Pre-race favourites Hank McGregor and Andy Birkett took full advantage of sublime conditions to race away with the overall title at the Freedom Paddle around Robben Island on Saturday, while Hayley Nixon won her second title as she and partner Michelle Burn wrapped up the women's title.
A record field took off from the Oceana Powerboat Club at the V&A Waterfront in clear, calm conditions, with very little swell or wind on offer to assist the experienced surfski exponents. That played right into the hands of McGregor and Birkett, both marathon world champions.
"We got to the front early on and started to push the pace, but it was a real scrap because the conditions were pretty passive," said McGregor.
Within minutes the race for the lead was down to a two-boat affair, with the Durban Euro Steel/Fenn Kayaks crew and the defending champions Jasper Mocké and Nick Notten.
“We slowly managed to open up the gap as we approached Robben Island," said McGregor. “That allowed us to take a pretty conservative wide line around the reefs as we turned at the island.
“Jasper [Mocké] and Nick [Notten] took a riskier, faster line on the inside, but we were happy to see that we had our lead intact and we put our heads down on the return leg.”
They crossed the line at the Watefront, winning by more than 2min from Mocké and Notten, with fellow Capetonians Stu MacLaren and Kenny Rice securing the last step on the podium ahead of Dawid Mocké and young star Josh Fenn and Barry Lewin and Bevan Manson rounding out the top five.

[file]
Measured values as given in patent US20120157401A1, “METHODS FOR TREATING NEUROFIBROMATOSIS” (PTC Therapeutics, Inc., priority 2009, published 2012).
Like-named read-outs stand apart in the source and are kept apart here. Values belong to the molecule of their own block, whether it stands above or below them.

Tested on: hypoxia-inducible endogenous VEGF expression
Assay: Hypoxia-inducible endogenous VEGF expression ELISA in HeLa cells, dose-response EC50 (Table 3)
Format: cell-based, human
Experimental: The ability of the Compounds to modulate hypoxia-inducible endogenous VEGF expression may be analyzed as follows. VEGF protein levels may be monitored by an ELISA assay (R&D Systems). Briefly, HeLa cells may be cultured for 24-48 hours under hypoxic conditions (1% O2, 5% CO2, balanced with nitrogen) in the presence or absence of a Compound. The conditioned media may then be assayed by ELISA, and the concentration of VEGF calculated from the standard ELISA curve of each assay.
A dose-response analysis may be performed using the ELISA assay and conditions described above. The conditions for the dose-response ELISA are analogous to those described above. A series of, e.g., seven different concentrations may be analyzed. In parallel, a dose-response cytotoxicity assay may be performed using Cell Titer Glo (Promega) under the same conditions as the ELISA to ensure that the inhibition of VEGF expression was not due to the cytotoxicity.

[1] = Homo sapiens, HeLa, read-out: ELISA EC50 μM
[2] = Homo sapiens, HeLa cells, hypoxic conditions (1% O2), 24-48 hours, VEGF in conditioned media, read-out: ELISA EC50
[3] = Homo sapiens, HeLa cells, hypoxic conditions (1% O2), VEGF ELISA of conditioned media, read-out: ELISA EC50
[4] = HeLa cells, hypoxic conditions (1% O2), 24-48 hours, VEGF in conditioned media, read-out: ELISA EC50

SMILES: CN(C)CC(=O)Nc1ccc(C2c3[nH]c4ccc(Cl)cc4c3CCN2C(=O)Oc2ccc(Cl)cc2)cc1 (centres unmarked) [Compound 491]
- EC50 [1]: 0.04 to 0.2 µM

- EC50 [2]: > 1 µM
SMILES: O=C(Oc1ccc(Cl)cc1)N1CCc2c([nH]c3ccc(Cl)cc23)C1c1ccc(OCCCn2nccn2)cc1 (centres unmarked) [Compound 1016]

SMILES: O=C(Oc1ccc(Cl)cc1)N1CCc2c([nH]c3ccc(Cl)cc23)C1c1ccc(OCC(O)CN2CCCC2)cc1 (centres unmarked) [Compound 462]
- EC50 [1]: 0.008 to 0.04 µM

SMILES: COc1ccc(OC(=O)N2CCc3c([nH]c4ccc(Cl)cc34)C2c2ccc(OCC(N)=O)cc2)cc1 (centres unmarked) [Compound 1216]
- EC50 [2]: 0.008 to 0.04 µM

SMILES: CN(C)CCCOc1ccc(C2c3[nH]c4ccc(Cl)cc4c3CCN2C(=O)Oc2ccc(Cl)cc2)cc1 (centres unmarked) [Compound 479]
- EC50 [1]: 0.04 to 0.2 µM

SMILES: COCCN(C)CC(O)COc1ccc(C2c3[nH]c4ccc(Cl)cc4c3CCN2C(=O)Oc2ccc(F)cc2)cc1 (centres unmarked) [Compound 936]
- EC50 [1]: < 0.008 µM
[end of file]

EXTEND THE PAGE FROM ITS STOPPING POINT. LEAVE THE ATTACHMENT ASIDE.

McGregor said that this was the first time that he had paddled with Birkett since winning the SA S2 title at the Pete Marlin race in 2018.
“It was great to be able to just jump into the boat with Andy and to get back to what we are good at,” said McGregor.
The women’s race produced more drama, after Nixon and Burn seemed to have made a solid start to race away from the other elite women’s crews on the outward leg.
“It was a bit like marathon racing tactics,” said Nixon. “We found ourselves on our own and we were pretty sure we were leading. As we turned at the island we suddenly saw Bianca Beavitt and Melanie van Niekerk sneaking up on our inside, and we had to put our ears back,” she said.
“It was pure local knowledge and it did give us a bit of a fright. I know how good Bianca is in these conditions from the Cape Point Challenge, so we took off and pretty much time-trialled it for the last 10km to the finish,” said Nixon.
“It was ours to lose and once we had lined up on Devil’s Peak, we managed to stay well clear of the other female boats,” she added.
Beavitt and Van Niekerk may have burnt too many matches trying to catch up to Nixon and Burn at Robben Island because they were hunted down by Sabina Lawrie and Olympic medallist Bridgitte Hartley, conceding the CSA silver medals on the return leg.
For the 350 paddlers who took part in the benign conditions, the paddle around the island where Nelson Mandela was imprisoned had a great deal of significance.
“We were in a bunch with a few male crews as we went around Robben Island," said Nixon. “I had absolute goosbumps, and said to everyone ‘Happy Freedom Day’ and then added ‘imagine spending 28 years of your life there’. None of us will ever forget that feeling.”
McGregor echoed that sentiment.
“It was unbelievably cool to be able to paddle around Robben Island on Freedom Day,” he said. “We are just about the only sport that can enjoy the privilege of going around Robben Island as a way to celebrate Nelson Mandela’s legacy on Freedom Day and it was very special for all of us.”
Red Bull’s Dusi star Sbonelo Khwela added his enthusiasm to the upbeat mood of the Freedom Day celebrations as he completed the circumnavigation of Robben Island with local Crispin Thompson.